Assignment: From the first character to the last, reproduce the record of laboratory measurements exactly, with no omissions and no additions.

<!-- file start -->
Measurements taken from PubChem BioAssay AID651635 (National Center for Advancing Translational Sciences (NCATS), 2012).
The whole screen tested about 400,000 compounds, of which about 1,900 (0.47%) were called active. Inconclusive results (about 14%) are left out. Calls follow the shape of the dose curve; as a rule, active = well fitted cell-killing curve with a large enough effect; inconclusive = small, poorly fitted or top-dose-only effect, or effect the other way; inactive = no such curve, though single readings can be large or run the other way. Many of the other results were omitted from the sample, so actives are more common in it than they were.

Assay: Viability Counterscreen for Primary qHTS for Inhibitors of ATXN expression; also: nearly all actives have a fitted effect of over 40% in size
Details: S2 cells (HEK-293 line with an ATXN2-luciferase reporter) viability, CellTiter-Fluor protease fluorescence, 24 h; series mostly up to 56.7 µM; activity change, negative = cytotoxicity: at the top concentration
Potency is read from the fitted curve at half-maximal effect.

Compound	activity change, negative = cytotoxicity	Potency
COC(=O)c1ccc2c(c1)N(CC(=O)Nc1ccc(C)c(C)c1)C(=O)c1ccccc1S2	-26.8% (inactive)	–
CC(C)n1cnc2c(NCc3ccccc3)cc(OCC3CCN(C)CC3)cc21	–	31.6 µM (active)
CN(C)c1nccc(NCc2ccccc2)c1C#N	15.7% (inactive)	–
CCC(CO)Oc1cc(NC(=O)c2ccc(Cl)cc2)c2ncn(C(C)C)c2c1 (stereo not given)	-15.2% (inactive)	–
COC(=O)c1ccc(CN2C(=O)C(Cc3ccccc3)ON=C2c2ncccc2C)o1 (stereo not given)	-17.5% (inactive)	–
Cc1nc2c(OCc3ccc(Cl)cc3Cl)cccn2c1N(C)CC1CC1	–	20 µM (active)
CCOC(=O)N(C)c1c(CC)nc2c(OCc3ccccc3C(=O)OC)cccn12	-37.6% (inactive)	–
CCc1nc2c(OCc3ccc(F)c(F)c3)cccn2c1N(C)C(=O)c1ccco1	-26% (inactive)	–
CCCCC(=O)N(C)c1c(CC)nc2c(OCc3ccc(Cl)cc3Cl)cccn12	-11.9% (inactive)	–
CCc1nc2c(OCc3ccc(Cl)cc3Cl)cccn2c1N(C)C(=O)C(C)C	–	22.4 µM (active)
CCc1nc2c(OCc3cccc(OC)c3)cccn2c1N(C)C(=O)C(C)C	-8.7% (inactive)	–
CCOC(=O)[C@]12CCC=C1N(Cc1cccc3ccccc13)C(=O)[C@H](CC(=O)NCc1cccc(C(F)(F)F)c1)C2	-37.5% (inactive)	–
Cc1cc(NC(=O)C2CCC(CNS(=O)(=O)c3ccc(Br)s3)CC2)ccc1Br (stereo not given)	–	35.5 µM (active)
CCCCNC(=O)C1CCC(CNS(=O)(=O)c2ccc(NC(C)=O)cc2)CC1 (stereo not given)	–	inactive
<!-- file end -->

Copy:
Measurements taken from PubChem BioAssay AID651635 (National Center for Advancing Translational Sciences (NCATS), 2012).
The whole screen tested about 400,000 compounds, of which about 1,900 (0.47%) were called active. Inconclusive results (about 14%) are left out. Calls follow the shape of the dose curve; as a rule, active = well fitted cell-killing curve with a large enough effect; inconclusive = small, poorly fitted or top-dose-only effect, or effect the other way; inactive = no such curve, though single readings can be large or run the other way. Many of the other results were omitted from the sample, so actives are more common in it than they were.

Assay: Viability Counterscreen for Primary qHTS for Inhibitors of ATXN expression; also: nearly all actives have a fitted effect of over 40% in size
Details: S2 cells (HEK-293 line with an ATXN2-luciferase reporter) viability, CellTiter-Fluor protease fluorescence, 24 h; series mostly up to 56.7 µM; activity change, negative = cytotoxicity: at the top concentration
Potency is read from the fitted curve at half-maximal effect.

Compound	activity change, negative = cytotoxicity	Potency
COC(=O)c1ccc2c(c1)N(CC(=O)Nc1ccc(C)c(C)c1)C(=O)c1ccccc1S2	-26.8% (inactive)	–
CC(C)n1cnc2c(NCc3ccccc3)cc(OCC3CCN(C)CC3)cc21	–	31.6 µM (active)
CN(C)c1nccc(NCc2ccccc2)c1C#N	15.7% (inactive)	–
CCC(CO)Oc1cc(NC(=O)c2ccc(Cl)cc2)c2ncn(C(C)C)c2c1 (stereo not given)	-15.2% (inactive)	–
COC(=O)c1ccc(CN2C(=O)C(Cc3ccccc3)ON=C2c2ncccc2C)o1 (stereo not given)	-17.5% (inactive)	–
Cc1nc2c(OCc3ccc(Cl)cc3Cl)cccn2c1N(C)CC1CC1	–	20 µM (active)
CCOC(=O)N(C)c1c(CC)nc2c(OCc3ccccc3C(=O)OC)cccn12	-37.6% (inactive)	–
CCc1nc2c(OCc3ccc(F)c(F)c3)cccn2c1N(C)C(=O)c1ccco1	-26% (inactive)	–
CCCCC(=O)N(C)c1c(CC)nc2c(OCc3ccc(Cl)cc3Cl)cccn12	-11.9% (inactive)	–
CCc1nc2c(OCc3ccc(Cl)cc3Cl)cccn2c1N(C)C(=O)C(C)C	–	22.4 µM (active)
CCc1nc2c(OCc3cccc(OC)c3)cccn2c1N(C)C(=O)C(C)C	-8.7% (inactive)	–
CCOC(=O)[C@]12CCC=C1N(Cc1cccc3ccccc13)C(=O)[C@H](CC(=O)NCc1cccc(C(F)(F)F)c1)C2	-37.5% (inactive)	–
Cc1cc(NC(=O)C2CCC(CNS(=O)(=O)c3ccc(Br)s3)CC2)ccc1Br (stereo not given)	–	35.5 µM (active)
CCCCNC(=O)C1CCC(CNS(=O)(=O)c2ccc(NC(C)=O)cc2)CC1 (stereo not given)	–	inactive